The Sound of a Wild Snail Eating by Elisabeth Tova Bailey, Algonquin Books, Chapel Hill, NC, 2010; 208 pages, ISBN 9781565126060, hardcover $18.95.

This small memoire is a skillful meditation on both snails and life, with serious undertones from the author's sudden, mysterious and permanently debilitating illness which struck her at age 34. Formerly a very active artist, she is bedridden in a friend's studio, so weak with paralysis she can't even sit up. Another friend drops off a pot of wild violet plants and a common woodland snail.  At first somewhat irritated, then indifferent, to the creature on her nightstand, the author gradually becomes absorbed, watching the snail day after day and developing a sense of kinship: "the snail had emerged from its shell into the alien territory of my room, with no clue as to where it was or how it had arrived; the lack of vegetation and the desertlike surroundings must have seemed strange. The snail and I were both living in altered landscapes not of our choosing; I figured we shared a sense of loss and displacement."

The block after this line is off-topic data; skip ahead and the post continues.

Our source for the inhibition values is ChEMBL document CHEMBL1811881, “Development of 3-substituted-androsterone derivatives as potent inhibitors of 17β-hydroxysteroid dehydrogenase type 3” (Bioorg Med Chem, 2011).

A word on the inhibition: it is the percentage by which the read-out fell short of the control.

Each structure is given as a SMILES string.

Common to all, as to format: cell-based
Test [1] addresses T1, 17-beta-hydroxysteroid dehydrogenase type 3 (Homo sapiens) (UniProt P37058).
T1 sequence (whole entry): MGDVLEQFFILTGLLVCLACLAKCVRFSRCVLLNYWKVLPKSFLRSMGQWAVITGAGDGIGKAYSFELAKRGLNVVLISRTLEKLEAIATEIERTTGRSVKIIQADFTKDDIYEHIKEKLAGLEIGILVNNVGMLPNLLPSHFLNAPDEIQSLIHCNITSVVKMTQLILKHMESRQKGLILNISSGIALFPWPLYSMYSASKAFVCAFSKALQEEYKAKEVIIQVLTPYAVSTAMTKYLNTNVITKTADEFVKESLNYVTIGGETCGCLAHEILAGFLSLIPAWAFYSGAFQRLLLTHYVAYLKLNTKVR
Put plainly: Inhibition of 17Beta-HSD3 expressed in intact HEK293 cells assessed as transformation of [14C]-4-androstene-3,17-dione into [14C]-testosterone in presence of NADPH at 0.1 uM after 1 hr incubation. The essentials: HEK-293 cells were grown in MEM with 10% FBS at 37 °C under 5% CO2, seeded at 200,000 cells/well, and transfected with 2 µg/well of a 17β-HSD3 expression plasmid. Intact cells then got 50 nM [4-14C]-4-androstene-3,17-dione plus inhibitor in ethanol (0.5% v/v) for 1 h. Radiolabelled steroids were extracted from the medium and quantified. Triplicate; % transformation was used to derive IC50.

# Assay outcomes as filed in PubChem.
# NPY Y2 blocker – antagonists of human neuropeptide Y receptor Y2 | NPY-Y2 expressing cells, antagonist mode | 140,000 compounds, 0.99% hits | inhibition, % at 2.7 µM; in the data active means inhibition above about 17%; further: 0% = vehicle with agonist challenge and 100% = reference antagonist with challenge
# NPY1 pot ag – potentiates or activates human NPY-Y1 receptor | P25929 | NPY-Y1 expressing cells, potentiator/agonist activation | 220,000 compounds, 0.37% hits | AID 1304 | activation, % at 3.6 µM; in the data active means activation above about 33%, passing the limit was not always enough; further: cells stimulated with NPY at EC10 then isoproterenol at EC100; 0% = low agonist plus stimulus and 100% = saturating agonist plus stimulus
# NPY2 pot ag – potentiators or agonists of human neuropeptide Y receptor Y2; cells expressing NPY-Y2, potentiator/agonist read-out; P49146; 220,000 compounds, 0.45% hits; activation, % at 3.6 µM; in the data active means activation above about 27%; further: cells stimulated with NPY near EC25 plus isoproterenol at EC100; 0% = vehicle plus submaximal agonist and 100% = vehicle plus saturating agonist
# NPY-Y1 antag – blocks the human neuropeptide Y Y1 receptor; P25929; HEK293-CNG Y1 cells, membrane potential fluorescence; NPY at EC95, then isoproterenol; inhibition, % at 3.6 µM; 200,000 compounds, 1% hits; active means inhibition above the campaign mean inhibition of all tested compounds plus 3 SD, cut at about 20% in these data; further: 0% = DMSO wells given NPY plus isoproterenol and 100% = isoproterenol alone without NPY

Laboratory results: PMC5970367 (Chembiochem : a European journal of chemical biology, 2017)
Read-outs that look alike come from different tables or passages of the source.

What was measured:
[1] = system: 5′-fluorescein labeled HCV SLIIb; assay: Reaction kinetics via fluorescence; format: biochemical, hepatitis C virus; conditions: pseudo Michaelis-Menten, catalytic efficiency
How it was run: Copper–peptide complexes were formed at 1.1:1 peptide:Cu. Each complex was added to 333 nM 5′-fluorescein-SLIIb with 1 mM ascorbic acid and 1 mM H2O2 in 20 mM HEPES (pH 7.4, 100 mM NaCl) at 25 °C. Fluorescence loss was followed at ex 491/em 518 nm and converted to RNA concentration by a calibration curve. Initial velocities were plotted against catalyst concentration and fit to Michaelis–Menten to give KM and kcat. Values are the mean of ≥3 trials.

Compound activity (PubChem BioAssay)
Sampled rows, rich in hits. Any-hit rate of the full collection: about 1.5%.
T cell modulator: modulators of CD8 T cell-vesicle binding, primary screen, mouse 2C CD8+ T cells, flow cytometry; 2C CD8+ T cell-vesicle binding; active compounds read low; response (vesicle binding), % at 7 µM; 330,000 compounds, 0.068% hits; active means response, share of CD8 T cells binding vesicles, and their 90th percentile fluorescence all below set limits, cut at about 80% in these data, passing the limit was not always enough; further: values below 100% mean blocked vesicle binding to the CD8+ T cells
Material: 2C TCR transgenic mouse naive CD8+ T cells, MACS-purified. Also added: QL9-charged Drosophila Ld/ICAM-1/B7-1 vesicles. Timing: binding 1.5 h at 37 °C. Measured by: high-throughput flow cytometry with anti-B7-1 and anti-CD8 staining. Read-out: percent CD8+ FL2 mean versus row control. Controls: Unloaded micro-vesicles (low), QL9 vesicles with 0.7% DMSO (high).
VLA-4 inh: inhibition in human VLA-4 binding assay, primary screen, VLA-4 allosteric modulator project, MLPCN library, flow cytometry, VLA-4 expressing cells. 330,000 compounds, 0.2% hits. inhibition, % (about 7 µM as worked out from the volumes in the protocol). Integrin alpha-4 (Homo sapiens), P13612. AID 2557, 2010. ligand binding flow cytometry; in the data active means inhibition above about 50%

The snail becomes a focus that helps to involve her in life again.  As she writes: "Survival often depends on a specific focus: A relationship, a belief, or a hope balanced on the edge of possibility. Or something more ephemeral: the way the sun passes through the hard seemingly impenetrable glass of a window and warms the blanket, or how the wind, invisible but for its wake, is so loud one can hear it through the insulated walls of a house."  Finally when she is able to return home, she releases the snail into the woods on her country property in Maine. But her interest in snails remained strong, and in the course of her story she shares gracefully the fruits of years of research into these creatures. Anyone reading this will be charmed to learn a great deal about snails as well as the human spirit. -- Sarah Belle Dougherty

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